Pope urges Catholics in China to unify

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VATICAN CITY (AP) – Pope Benedict XVI on Saturday invited all Roman Catholics in China to unite under his jurisdiction and urged the government in Beijing to restore diplomatic ties and permit religious freedom.

He called China’s state-run Catholic Church “incompatible” with Catholic doctrine but nevertheless made unprecedented overtures toward it.

China forced its Roman Catholics to cut ties with the Vatican in 1951, shortly after the officially atheist Communist Party took power. Worship is allowed only in the government-controlled churches, which recognize the pope as a spiritual leader but appoint their own priests and bishops. Millions of Chinese, however, belong to unofficial congregations that remained loyal to Rome.

In the eagerly awaited letter to the faithful in China, Benedict insisted on his right to appoint bishops, but said he trusted that an agreement could be reached with the Beijing authorities on nominations. The Vatican would like to have a formula similar to the one it has with Vietnam, another communist country, where the Vatican proposes a few names and the government selects one.

Significantly, Benedict revoked previous Vatican-issued restrictions on contacts with the clergy of the official church, and recognized that some Chinese faithful have no choice but to attend officially recognized Masses. The letter was the most significant effort by Benedict to balance his pastoral concerns for the up to 12 million Roman Catholics in China who are divided between an official church – the Chinese Patriotic Catholic Association – and an underground church that is not registered with the authorities.

In a sign the pope hoped the letter would be read widely, the Vatican translated the letter into five languages – including Mandarin in both traditional and simplified characters – issued it with two documents highlighting key points, included a prepared statement by the Vatican spokesman, and posted the letter in Chinese on the Vatican’s home page.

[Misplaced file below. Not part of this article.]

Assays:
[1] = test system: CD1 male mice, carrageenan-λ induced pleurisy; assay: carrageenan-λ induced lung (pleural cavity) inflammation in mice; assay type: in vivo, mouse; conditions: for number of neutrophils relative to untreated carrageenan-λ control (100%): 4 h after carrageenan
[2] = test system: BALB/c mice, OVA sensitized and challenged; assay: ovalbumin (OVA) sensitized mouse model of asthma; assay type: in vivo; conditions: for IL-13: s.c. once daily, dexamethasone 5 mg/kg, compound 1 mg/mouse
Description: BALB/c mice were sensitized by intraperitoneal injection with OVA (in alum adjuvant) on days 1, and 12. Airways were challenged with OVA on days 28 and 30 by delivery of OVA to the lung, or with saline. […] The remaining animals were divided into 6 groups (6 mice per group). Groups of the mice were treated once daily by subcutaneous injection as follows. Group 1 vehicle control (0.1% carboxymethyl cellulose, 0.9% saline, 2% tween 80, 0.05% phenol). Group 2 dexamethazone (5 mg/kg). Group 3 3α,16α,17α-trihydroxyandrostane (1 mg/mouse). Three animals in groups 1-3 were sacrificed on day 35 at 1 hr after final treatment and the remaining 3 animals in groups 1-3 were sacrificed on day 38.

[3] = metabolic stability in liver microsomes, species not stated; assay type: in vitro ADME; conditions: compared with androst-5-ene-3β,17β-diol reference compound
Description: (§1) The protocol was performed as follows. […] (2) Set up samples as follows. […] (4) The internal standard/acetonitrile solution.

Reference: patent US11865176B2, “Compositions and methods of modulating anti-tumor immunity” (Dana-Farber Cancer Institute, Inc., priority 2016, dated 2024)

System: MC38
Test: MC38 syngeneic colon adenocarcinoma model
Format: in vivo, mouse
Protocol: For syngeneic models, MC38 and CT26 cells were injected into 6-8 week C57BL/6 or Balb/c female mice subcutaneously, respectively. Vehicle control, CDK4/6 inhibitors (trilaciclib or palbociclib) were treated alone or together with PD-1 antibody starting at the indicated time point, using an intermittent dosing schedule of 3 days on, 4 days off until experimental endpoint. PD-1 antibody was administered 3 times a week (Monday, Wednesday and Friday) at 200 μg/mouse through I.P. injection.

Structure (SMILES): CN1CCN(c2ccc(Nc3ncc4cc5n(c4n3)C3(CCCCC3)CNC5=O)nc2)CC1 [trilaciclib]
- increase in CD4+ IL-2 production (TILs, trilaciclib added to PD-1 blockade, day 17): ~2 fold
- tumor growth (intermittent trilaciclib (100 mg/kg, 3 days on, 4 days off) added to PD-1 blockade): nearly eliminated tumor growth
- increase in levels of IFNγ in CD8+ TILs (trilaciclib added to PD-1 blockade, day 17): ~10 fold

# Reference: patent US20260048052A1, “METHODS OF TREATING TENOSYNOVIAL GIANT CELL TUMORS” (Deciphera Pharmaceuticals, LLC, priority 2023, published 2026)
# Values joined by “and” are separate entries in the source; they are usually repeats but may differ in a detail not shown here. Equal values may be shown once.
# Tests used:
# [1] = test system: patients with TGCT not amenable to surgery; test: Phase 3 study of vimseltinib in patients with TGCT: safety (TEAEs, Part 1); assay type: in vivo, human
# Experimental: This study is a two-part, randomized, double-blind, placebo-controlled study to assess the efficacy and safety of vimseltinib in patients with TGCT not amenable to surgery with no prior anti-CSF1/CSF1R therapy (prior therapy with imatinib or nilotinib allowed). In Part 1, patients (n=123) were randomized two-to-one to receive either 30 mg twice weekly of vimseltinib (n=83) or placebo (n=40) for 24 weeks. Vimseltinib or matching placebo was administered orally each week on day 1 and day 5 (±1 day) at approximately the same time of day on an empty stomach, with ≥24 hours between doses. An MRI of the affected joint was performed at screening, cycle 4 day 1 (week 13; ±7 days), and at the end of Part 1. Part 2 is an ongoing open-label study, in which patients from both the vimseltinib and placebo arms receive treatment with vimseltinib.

The text was believed to have been sent to the Beijing government in recent days as a courtesy. However, the vice chairman of the Patriotic Association, Liu Bainian, said Saturday after its release that he had not seen the letter and that the church had no immediate plans to read it out to the faithful or distribute it.

Qin Gang, a spokesman for China’s Foreign Ministry, said in a statement posted to the ministry’s Web site that China would “continue to have a frank, constructive dialogue with the Vatican in order to resolve differences between the two sides.”

The statement called on the Vatican to sever ties with rival Taiwan and not interfere in Beijing’s internal affairs in the name of religion.

“We hope that the Vatican take practical action and does not create new barriers,” Qin said, without elaborating.

On several occasions, Benedict praised Catholics who resisted pressure to join the official church and paid a price for it “with the shedding of their blood.”

But he urged them to forgive and reconcile with others for the sake of unifying the church.

Tellingly, Benedict referred repeatedly to the “Catholic Church in China,” without distinguishing between the divisions – an indication of his aim to see the two united and in communion with Rome.

The Vatican spokesman, the Rev. Federico Lombardi, said the revocation of the 1988 restrictions on contacts with the clergy of the official church was “significant” because it meant that the Catholic Church in China did not require special Vatican regulation.



On the Net:

Letter is at http://www.vatican.va

AP-ES-06-30-07 0849EDT

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